Slice of Life
From the South China Morning Post this week in: 1972
New York, January 19
The Association of Philippine Coconut Desiccators convened a two-day symposium, a kind of coconut convention, in the Plaza Hotel.
Even before the keynote speaker rose, the delegates were rallied to their theme by a preliminary exhorter who urged them to 'think coconut', a thing which they were more than a little ready to do. They were treated to a review of ... the great figures in the century-old development of the product - Henry Vavasseur, Robert Heinekey Buxton, Percy Appleby, Wyndham Stopford and Howard Hick.
The word 'desiccate' is defined as 'to dry thoroughly - dry up'. A desiccator is defined as 'one who or that which desiccates'. A desiccator can therefore be a person or a thing. To reduce the matter to its simplest essentials, the sponsoring group is an association of persons - desiccators - who use things - machines called desiccators - to dry up - that is desiccate - coconut meat. This is done near the groves. The dried meat can then be shipped ... with great ease and at much lower cost than whole coconut. The product is an essential ingredient of such good things as biscuits and cakes. The delegates were treated to something a little more exotic - coconut soup - at their banquet.
Hongkong January 20
Another landmark in the Colony, the five-storey crescent-shaped Hotung Building in Queen's Road West, will soon disappear, to be replaced by a 12-storey modern commercial and office block. This was disclosed by Mr Shaw Kam-on, the Managing Director of Golden Hand Industrial Co Ltd, the new owners of the building.
The Hotung Building, also known as Hotung House, was built by the late Sir Robert Hotung in the 1920s. The ground floor is occupied by goldsmiths' shops and an art products shop, while the upper floors are occupied by trading firms, tailors, doctors' and dentists' offices.
Mr Shaw said he had not decided on a name for the new office block but did not think it a bad idea to retain the old name.
Hongkong, January 22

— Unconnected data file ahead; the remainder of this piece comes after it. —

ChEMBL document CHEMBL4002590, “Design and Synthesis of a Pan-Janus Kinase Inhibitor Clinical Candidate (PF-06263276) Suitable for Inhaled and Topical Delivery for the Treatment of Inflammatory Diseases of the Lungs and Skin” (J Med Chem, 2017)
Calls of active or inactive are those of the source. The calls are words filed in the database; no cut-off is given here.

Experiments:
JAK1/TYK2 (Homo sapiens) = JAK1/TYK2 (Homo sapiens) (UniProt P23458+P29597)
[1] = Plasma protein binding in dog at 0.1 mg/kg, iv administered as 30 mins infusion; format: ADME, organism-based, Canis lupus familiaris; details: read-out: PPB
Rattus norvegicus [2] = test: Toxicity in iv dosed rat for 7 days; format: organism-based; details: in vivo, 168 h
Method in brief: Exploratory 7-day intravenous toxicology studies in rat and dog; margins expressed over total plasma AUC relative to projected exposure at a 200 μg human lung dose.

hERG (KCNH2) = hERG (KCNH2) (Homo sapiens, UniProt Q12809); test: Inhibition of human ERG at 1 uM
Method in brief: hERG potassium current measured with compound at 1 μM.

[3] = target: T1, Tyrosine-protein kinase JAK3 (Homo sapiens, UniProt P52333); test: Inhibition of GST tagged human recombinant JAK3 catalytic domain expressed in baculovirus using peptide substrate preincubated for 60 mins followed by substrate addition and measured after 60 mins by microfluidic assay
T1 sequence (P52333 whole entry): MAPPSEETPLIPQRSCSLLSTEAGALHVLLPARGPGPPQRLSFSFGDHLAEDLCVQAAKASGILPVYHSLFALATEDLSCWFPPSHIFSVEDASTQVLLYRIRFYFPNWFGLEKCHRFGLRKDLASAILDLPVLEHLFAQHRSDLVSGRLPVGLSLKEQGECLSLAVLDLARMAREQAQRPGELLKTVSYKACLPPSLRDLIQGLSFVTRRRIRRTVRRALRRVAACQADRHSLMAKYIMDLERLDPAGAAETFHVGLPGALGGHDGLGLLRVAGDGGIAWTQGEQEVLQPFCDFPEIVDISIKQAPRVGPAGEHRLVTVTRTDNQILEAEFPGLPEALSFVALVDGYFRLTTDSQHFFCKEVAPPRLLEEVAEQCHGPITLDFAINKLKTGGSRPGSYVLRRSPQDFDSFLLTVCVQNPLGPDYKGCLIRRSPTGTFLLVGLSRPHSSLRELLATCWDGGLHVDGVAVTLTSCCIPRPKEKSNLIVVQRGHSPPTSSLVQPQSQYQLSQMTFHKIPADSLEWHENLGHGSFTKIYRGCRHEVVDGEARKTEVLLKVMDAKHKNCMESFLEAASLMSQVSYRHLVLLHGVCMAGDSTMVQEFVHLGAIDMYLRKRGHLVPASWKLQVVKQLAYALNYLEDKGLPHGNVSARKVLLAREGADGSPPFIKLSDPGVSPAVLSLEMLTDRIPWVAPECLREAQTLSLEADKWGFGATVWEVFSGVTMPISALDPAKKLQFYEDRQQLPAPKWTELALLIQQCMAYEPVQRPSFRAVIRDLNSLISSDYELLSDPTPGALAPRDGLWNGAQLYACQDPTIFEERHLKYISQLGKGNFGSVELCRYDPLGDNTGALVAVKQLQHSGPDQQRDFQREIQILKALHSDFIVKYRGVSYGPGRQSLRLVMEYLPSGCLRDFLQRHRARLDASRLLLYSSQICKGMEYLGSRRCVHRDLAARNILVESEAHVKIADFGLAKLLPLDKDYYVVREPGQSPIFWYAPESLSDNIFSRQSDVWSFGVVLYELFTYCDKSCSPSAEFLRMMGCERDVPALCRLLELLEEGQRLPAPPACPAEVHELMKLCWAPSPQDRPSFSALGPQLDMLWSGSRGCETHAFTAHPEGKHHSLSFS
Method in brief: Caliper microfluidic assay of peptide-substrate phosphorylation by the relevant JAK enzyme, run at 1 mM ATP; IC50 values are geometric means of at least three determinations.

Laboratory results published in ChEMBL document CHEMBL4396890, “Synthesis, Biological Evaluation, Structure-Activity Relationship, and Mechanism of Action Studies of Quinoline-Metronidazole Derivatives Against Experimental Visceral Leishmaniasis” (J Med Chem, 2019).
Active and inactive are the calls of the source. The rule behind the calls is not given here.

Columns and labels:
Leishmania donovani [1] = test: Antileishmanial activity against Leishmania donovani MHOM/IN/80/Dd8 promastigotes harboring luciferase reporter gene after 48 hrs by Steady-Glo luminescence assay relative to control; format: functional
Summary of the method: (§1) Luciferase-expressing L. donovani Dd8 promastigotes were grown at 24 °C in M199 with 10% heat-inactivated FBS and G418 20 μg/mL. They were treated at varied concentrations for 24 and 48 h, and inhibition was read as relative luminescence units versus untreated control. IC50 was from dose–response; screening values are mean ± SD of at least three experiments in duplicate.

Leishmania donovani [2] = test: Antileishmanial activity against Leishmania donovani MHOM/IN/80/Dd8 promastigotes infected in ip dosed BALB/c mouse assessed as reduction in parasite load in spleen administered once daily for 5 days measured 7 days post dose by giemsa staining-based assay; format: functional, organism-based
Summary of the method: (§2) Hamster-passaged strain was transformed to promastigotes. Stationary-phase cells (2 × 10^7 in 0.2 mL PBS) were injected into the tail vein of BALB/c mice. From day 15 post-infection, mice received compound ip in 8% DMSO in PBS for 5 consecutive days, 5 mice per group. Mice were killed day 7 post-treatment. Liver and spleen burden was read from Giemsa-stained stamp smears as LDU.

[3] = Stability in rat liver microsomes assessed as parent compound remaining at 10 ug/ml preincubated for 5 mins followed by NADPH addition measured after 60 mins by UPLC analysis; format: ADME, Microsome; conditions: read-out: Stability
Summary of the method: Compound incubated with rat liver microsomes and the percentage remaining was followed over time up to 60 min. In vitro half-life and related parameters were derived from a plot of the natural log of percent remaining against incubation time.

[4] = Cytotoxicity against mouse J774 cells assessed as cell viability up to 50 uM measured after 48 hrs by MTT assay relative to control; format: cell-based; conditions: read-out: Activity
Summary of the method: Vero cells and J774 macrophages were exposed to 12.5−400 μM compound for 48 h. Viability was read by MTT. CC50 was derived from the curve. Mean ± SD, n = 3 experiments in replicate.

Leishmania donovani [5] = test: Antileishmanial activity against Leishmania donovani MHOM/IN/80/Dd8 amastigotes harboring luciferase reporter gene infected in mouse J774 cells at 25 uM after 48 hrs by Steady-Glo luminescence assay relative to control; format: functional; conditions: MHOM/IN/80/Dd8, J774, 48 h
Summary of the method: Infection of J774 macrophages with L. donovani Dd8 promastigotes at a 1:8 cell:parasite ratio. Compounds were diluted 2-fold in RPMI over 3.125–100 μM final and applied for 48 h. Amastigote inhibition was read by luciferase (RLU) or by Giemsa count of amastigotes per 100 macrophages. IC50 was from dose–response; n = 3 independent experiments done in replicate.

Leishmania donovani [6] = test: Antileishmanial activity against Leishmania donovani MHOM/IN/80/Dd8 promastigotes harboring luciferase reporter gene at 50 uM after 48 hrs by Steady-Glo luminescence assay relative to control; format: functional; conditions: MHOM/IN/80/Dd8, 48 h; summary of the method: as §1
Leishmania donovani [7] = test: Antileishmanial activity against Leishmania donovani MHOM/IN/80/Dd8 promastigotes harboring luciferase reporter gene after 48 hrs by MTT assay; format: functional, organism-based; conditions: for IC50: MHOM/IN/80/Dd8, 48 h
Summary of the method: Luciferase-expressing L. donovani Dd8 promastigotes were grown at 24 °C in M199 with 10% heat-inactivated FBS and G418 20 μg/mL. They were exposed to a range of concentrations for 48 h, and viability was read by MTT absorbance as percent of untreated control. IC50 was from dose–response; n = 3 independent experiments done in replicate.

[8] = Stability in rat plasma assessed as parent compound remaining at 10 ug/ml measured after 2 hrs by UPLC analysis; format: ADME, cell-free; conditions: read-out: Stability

Hongkong's legal circles are hooting with laughter over a supplement to the Government Gazette. It gave notice of a Bill to be introduced to the Legislative Council to amend the Fatal Accidents Ordinance.
The Attorney General, Mr Denys Roberts, said in the explanatory memorandum that the Bill provided that in assessing the amount to be awarded to a widow in an action for damages brought in respect of her husband's death, the court shall disregard her remarriage or the prospect of her remarriage.
He added: 'The Bill will have the effect of reversing the decision in Foulenough v Cramp, in which Moult J. held that a widow's chance of remarriage depended less upon her culinary skills than upon the dimensions of her bust.'
Hongkong January 27
A cross-section of the community has called for a thorough review in our education system to save young students from the hazards of mental illnesses. They all agree that the stress that was driving students towards mental disorders was caused by the education system, with its high emphasis on performance in examinations from kindergarten to university level.
An Urban Councillor, Dr Denny M.H. Huang, said the Education Department should change its system. 'There are so many aspects of human life and other interests that students should be able to enjoy. But this has been made impossible by the Education Department because students are too busily occupied with textbooks. This is a Colonial system - Government doesn't want the students to have too much leisure which might enable them to stray into politics.'